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Grow Your Business Technology

Microsoft Thinks Small with a Big Cloud Software Offering

NEW YORK — When he kicked off the global launch of Microsoft's Office 365 today in more than 40 markets, Microsoft CEO Steve Ballmer said that 70 percent of the users who tried the subscription-based cloud service during its beta testing period were small and medium businesses.

"With a few clicks, Microsoft levels the playing field, giving small and midsize businesses powerful collaboration tools that have given big businesses an edge for years," he said at a launch event here that was seen at 20 locations around the world.

Office 365 wraps familiar Microsoft tools such as the Office productivity applications in a cloud service package that includes SharePoint’s document management functions, Exchange Online’s email, calendar and contact features, and Lync Online, a communications service that integrates enterprise voice, instant messaging and web-, audio- and videoconferencing.

When Ballmer refers to small businesses, how small is small?

One of the poster children for the service is Bea's Insurance, an independent insurance agency operated by the husband-and-wife team of Jeffrey and Kerri Stewart.  They run their two-person company on Office 365, originally as part of the beta program and now as a dues-paying customer. The company, which has 1,500 customers, is located in East Palestine, Ohio. It was founded in 1999 by the eponymic   Bea, Kerri's mother, who retired in 2007.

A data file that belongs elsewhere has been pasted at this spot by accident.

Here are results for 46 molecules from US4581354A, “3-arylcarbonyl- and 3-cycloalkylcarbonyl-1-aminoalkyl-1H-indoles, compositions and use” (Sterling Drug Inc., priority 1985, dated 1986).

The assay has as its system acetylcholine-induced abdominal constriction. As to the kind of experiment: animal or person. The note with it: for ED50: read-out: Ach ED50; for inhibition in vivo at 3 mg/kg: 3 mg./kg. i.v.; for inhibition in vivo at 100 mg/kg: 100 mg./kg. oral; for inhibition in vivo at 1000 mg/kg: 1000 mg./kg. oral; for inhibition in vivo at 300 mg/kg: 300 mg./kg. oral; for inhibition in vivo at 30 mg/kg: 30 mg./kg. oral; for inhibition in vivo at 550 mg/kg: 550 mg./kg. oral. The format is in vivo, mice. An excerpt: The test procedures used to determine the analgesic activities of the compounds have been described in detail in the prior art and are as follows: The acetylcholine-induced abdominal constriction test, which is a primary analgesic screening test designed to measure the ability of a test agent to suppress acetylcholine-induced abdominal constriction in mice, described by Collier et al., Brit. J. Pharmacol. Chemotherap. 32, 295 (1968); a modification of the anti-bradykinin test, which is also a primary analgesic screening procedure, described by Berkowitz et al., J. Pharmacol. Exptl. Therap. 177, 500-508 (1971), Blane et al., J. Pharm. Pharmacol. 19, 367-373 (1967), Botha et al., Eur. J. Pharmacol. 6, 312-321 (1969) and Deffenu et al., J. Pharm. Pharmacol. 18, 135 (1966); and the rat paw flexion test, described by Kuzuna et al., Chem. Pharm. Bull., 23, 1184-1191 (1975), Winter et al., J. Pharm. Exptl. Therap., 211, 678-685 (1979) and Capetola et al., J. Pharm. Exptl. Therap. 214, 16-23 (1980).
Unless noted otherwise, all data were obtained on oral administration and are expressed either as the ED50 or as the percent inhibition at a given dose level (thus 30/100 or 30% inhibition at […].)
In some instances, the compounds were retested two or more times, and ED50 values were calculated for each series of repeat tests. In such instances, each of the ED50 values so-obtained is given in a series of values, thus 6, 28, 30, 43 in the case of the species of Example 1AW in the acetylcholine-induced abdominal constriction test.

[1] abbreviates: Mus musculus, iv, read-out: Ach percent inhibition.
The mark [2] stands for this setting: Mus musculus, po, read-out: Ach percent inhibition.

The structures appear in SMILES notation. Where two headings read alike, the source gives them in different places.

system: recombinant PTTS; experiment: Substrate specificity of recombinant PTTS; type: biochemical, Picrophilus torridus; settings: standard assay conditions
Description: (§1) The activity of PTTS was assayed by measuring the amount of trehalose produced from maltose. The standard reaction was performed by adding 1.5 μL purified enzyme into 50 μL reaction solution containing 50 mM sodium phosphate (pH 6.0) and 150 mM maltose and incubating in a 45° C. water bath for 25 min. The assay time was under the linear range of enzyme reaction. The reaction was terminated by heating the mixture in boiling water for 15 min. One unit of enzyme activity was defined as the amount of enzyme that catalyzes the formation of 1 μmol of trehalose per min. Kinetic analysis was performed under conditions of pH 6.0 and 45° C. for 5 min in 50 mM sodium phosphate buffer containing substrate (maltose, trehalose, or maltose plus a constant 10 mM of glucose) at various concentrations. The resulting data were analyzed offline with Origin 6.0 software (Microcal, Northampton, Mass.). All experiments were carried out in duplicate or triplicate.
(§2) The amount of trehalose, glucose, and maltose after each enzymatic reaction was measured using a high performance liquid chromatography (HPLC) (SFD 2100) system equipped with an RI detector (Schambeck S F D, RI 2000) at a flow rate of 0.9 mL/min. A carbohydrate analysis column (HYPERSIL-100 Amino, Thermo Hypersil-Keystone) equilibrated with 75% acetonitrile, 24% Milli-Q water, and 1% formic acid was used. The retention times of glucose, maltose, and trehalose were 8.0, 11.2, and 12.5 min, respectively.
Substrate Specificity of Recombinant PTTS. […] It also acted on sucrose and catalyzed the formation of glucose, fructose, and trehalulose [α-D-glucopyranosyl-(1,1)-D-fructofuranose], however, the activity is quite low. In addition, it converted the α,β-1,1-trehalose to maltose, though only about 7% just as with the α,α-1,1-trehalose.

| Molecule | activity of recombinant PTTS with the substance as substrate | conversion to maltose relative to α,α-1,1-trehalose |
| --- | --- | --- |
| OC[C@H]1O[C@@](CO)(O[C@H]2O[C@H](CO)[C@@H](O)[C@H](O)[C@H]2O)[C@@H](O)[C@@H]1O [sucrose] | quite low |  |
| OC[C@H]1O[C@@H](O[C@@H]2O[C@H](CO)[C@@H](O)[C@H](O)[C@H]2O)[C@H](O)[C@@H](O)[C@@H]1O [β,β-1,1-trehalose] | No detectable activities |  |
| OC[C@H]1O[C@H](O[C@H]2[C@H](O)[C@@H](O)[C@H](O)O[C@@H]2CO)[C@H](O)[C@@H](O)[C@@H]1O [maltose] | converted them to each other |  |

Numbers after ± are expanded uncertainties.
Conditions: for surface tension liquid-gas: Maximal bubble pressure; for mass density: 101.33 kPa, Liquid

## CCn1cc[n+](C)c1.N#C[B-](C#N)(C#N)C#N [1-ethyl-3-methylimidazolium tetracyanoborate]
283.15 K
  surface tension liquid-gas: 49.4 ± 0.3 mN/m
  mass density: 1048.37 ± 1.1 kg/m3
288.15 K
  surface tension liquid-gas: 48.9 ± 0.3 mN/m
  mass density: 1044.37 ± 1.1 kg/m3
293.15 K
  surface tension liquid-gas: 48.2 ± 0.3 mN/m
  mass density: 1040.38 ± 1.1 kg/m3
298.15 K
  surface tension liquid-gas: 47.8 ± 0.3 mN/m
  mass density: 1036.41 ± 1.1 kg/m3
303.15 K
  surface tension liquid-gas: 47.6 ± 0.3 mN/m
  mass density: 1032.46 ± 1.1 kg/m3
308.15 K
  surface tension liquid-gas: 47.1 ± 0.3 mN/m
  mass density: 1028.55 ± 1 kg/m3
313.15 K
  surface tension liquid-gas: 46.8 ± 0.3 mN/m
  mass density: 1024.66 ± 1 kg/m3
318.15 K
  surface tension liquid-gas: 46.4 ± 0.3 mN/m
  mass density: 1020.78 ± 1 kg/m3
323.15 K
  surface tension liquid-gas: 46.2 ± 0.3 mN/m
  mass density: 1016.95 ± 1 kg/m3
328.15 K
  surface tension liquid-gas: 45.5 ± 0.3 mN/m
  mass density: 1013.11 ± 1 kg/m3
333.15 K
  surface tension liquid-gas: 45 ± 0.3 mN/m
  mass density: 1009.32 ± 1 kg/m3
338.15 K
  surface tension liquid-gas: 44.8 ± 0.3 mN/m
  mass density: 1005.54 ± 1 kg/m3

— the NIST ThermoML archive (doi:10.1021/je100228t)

"This gives me a big business tool at a small business price," Jeffrey Stewart told BusinessNewsDaily. "We're going to be able to on location with our customers and share information, even if customers don't have the right software. It's a big competitive edge for a small company like ours."

The applications they rely on most are Exchange's email and calendaring.

"We're not wasting time," Kerri Stewart said. "We're not overbooking ourselves. I see it streamlining us."

Office 365 is designed to be easily administered without requiring heavy-duty IT services , which fits into the Stewarts' growth plans for Bea's Insurance. The couple hopes to bring on employee No. 3 within the next year.

"It's going to make it easy and seamless to bring on employees," Kerri said.

Reach BusinessNewsDaily senior writer Ned Smith at nsmith@techmedianetwork.com. Follow him on Twitter @nedbsmith.

Ned Smith

Ned was senior writer at Sweeney Vesty, an international consulting firm, and was Vice President of communications for iQuest Analytics. Before that, he has been a web editor and managed the Internet and intranet sites for Citizens Communications. He began his journalism career as a police reporter with the Roanoke (Va.) Times, and was managing editor of American Way magazine and senior editor of Us. He was a Captain in the U.S. Air Force and has a masters in journalism from the University of Arizona.